I arrived in this small Bolivian city, high in the Andes, on my way to northern Argentina. This industrial city is located at around 4000m above sea level in a area otherwise dominated by majestic mountain-scapes and agricultural scenery. Not a typical tourist location in its own right, it did however posses an ‘attraction’ which someone had recommended to me and which sounded highly interesting, although a little nerve-wracking. This was the famous Potosi silver mine, possibly the oldest mine in south America, in continuous use from Inca times all the way to the present. According to my contact, this involved a journey deep inside the mine for a guided tour of what was essentially the inside of a hollowed-out mountain.
Being a little claustrophobic, I wasn’t sure if this idea really appealed to me, but my imagination took a hold of me and I decided to give it a go. After all, this was the type of place I was unlikely to visit twice, so I might never get another chance.
So after arriving in the city centre and locating a decent hostel for the night, I went about booking my mine tour. Luckily the hostel itself organised such tours, so I booked one for early the next morning. After grabbing a bite to eat I bedded down for the night, excited about the prospects of what was to come the following morning. So far that day I hadn’t had any problems with the altitude and felt I was breathing with no problems at all. However at night it was another matter and I found breathing and therefore sleeping difficult.
The next morning after a very poor night’s sleep, I got up and prepared for the tour, which soon arrived with a mini-van rounding up other tourists. It all appeared to be well-organised enough and we were soon getting geared up with overalls, helmets and head torches. Back on our way toward the mine itself we stopped off at a fascinating little local shop, where we bought some bottles of soft drinks, coca leaves with an accompanying sweetener and amazingly, dynamite! Well, we didn’t actually buy any dynamite, but it was right there on the shelves alongside packets of biscuits and cans of coke! We were told that these items would make nice treats for some the miners we would be meeting.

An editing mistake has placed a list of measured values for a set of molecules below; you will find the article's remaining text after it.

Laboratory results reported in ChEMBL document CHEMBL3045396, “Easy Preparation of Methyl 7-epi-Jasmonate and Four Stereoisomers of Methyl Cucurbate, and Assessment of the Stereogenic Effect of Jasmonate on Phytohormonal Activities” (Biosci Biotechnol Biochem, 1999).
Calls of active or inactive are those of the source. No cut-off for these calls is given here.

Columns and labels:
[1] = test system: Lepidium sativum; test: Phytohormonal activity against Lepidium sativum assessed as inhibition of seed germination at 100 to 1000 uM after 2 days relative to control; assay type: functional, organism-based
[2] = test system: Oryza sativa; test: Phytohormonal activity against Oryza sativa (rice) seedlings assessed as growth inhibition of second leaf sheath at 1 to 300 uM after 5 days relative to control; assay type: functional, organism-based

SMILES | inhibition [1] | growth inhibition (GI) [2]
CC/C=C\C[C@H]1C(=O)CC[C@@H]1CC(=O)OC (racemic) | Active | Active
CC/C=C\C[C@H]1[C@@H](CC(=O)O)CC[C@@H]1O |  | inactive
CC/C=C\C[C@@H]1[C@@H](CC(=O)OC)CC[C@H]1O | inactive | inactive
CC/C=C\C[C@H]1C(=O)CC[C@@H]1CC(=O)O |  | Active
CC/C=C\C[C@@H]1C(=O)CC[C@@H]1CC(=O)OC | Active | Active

Setting of again, we were soon outside the mine itself, which was indeed a vast mountain, towering up over the city and apparently honeycombed with mine shafts and galleries. Following our guide, a small tough-looking Bolivian woman, we were soon completely lost within the maze of tunnels and shafts. Well, we would have been lost if not for our expert guide.
The only lights available were those we carried with us and there were little to no apparent safety regulations that I was aware of. In fact, it turned out that our guide was the owner of that series of tunnels and the men we saw working there, were her guys. We handed over a few bags of coca leaves and bottles of fizzy drink as we went along. Nobody begrudged this as the working conditions were brutal to say the least. Personally I found it hard enough just being down there in the thin air which was also full of dust from the mining activities.
I have to say it wasn’t the most pleasant experience, but I was very glad I did it and never before have I been so appreciative of fresh air and sunlight! After several hours down the mine it was quite a relief to finally get out.